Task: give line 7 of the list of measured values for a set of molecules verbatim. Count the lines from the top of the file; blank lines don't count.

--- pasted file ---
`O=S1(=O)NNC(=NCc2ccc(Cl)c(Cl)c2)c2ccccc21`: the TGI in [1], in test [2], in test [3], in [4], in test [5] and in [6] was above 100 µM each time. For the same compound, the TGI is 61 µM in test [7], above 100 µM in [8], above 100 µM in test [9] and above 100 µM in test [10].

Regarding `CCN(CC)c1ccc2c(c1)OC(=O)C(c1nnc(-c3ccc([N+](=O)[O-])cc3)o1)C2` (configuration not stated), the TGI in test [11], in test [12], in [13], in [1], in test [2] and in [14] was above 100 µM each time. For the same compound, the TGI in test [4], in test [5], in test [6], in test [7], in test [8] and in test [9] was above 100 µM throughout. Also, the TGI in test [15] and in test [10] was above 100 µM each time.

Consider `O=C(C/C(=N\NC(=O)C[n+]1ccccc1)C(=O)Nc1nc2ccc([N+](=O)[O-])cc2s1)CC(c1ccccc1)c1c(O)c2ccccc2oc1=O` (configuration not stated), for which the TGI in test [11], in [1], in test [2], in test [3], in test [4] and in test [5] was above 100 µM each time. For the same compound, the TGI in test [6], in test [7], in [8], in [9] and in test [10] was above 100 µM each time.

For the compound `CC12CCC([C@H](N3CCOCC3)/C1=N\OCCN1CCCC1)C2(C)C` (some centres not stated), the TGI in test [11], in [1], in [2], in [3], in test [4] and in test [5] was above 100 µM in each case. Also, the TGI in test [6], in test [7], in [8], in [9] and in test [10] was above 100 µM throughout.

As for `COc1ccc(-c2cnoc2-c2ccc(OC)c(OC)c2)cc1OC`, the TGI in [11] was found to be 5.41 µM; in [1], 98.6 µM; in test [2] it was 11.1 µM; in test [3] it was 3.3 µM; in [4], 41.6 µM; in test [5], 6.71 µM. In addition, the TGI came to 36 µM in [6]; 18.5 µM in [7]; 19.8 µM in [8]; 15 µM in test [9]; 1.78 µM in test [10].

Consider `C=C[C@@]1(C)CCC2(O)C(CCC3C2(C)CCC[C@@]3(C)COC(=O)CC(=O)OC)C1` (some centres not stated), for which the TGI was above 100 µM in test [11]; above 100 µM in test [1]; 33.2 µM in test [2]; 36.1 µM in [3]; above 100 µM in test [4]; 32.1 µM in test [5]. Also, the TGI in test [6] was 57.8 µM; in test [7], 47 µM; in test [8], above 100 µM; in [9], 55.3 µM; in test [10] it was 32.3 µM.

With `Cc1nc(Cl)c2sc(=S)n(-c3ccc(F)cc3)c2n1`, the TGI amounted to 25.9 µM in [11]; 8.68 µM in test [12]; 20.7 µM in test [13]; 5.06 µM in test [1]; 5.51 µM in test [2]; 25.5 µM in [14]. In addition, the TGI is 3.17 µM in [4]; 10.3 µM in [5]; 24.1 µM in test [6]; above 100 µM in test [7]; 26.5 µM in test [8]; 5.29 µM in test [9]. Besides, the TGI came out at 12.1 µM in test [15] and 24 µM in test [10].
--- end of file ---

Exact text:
With `Cc1nc(Cl)c2sc(=S)n(-c3ccc(F)cc3)c2n1`, the TGI amounted to 25.9 µM in [11]; 8.68 µM in test [12]; 20.7 µM in test [13]; 5.06 µM in test [1]; 5.51 µM in test [2]; 25.5 µM in [14]. In addition, the TGI is 3.17 µM in [4]; 10.3 µM in [5]; 24.1 µM in test [6]; above 100 µM in test [7]; 26.5 µM in test [8]; 5.29 µM in test [9]. Besides, the TGI came out at 12.1 µM in test [15] and 24 µM in test [10].